Friday, October 2, 2015

Pensmore Dialog on Science and Faith - Breakout 2 - Whose Design Is It Anyway?

This post is part of a series discussing the Pensmore Dialog on Science & Faith from College of the Ozarks. 

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Breakout Session 2
Topic:  God and Stephen Hawking - Whose Design Is It Anyway?
Speaker:  John Lennox

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The last session I was able to attend was the breakout session with John Lennox. He held the session in the style of the Russian academies of the sciences, in which the speaker sits comfortably in a chair and lectures, while the listeners write any question they have on a piece of paper and bring it up to the table. That way he can ensure that everyone gets to have their question answered as he sees the pile growing.

Lennox was talking in this about The Grand Design, a new book by Stephen Hawking, in which Hawking defends atheism.


Lennox said he was shocked when he actually read the book (and later during Q&A, he alludes to the fact that there is some doubt to how much of it is Hawking's and how much the co-author's) because of its utter lack of brilliance. Say what you want about Hawking, but generally it is accepted he is a brilliant guy...but this book has some shockingly bad ideas.

As an aside, Lennox joked that it was quite funny to read in a book about the philosophy of science, the sentence, "Philosophy is dead." He said it's a bit hard to take your philosophy book seriously if you undermine philosophy. (And of course, also funny to note that the statement "Philosophy is dead" is itself a philosophical statement.)

Anyway, the central argument of Hawking's book is similar to the quackery of Krauss that we discussed in Spitzer's session yesterday: Hawking argues that because there is a law of gravity, the universe can and will create itself out of nothing.

OK. Let's discuss this bit by bit.

First of all, what are scientific laws? Laws describe a reality which already exists. The law of gravity is a mathematical description of a physical phenomenon in existence called gravity. If we go back to a time when there isn't reality, then there is no gravitation phenomena, and therefore no law.

(This ties in a bit with the Godel Incompleteness Theorem discussion about consciousness. There is no way that you can make an equation to describe a reality which is completely self-containing and self-explanatory. It becomes circular logic otherwise: the law of gravity is based on the phenomenon of gravity which is explained by the law of gravity? That is just fundamentally bad reasoning.)

As Lennox said, all that this "proves" is that nonsense said by brilliant people remains nonsense!

Per Hawking, this is his central argument against God--and yet it is simultaneously nonsense, self-contradictory, and ridiculous.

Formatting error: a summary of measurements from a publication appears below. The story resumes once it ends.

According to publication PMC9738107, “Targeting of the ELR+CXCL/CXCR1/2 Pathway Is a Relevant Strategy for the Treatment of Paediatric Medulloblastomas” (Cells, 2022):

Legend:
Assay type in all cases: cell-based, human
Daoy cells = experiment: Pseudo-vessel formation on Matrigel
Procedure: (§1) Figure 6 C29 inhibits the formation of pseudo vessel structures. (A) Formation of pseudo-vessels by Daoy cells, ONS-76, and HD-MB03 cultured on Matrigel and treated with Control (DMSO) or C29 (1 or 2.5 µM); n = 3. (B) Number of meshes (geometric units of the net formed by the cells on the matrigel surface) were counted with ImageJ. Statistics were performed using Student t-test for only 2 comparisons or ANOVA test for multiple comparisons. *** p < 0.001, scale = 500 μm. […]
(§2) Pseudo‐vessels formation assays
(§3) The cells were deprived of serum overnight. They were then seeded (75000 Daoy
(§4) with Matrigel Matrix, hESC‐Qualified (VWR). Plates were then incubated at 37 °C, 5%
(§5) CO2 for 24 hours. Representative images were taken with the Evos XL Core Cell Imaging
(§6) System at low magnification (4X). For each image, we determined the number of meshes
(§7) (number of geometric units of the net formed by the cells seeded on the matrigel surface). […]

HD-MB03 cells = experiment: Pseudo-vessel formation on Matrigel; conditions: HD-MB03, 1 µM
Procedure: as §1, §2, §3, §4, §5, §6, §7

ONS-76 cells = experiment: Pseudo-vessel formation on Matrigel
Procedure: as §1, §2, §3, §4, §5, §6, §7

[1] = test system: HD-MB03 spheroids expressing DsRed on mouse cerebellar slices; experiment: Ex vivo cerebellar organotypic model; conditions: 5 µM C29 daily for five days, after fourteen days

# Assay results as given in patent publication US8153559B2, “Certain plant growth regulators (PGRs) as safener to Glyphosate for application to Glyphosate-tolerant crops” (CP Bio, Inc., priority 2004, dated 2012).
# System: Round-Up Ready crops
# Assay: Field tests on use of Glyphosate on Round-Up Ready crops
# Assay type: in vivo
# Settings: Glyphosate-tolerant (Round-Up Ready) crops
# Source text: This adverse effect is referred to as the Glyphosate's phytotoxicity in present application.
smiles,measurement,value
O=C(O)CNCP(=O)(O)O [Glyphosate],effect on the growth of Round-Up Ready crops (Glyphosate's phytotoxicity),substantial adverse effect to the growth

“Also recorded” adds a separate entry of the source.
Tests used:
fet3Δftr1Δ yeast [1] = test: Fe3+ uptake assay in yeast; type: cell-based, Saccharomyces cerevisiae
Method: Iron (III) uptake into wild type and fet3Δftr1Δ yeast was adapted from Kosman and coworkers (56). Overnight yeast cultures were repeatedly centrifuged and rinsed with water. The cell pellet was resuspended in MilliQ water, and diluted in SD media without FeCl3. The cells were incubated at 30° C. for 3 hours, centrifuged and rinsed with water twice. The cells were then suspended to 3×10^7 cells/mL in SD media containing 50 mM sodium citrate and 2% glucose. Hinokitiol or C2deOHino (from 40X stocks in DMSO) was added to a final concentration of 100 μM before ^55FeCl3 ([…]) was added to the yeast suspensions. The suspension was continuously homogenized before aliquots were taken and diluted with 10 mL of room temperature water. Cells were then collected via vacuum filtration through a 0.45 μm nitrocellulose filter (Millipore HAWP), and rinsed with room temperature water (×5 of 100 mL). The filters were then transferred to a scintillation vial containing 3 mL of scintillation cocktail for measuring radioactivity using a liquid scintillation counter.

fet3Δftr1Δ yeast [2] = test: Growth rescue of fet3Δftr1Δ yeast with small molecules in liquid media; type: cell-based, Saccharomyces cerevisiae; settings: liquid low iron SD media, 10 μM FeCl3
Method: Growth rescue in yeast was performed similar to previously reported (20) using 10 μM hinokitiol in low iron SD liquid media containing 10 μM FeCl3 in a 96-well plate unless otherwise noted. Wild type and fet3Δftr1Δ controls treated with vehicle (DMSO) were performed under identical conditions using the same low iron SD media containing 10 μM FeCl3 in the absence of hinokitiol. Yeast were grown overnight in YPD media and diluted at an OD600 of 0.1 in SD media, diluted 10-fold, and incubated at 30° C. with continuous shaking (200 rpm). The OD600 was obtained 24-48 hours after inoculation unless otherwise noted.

Lennox says: if this is really the best argument against God, and that argument is nonsense, self-contradictory, and ridiculous, then we are in good shape!

My favorite quote of the entire conference:  "I can't even say that Hawking's statement is wrong because it does not even rise to the level of being intelligible. " (Lennox)

Lennox points out too the psychological argument (originally Freudian) which so many atheists love to throw out cuts both ways. Atheists love to say that our faith is a fairy tale invented by bronze-age people who were afraid of the dark so they invented a protecting father figure. But that cuts both ways:  if God is real then naturalism is nothing but a fairy tale created by people who are afraid of the light! 

The fact comes back to this point, which cannot be proved either for or against and must be admitted as a philosophical supposition:  either God is real, or He isn't. The naturalists are simply waving their hands and misdirecting like a magician, trying to make you not see that they, too, are starting at a point of faith.


In the course of the Q&A I thought a couple of things came up which were interesting.

  • Lennox was raised in the height of Protestant vs. Catholic danger in Ireland. His father was devout but also believed all believers in Jesus were brothers, not just people from one side or the other. Therefore he (as a business owner) drew his employees from both faiths. This was dangerous (even getting their house bombed at one point), but it showed Lennox that what we decide about faith is important, not casual.
  • Lennox's parents loved him enough that though they raised him as a Christian, they gave him freedom to think for himself. They actually went further--exposing him to as many worldviews as possible while a child and helping reason with him as to why they rejected them. As a result, college was no big shocker to him and in fact he knew better than many professors why he believed what he believed.
  • On the topic of faith schools (College of the Ozarks is a Christian school), he pointed out that ALL schools are faith schools--only the Christian schools are open about it and the naturalist schools try to pretend otherwise. He had alluded to this earlier when pointing out that Cambridge and Oxford and Harvard and the like are covered in Biblical quotations around their campuses and now are trying desperately to pretend as though somehow the believers who made them famous wouldn't still be believers today.


It was a wonderful conference, and I will add future posts if/when I receive the DVD and am able to see some of the other sessions.







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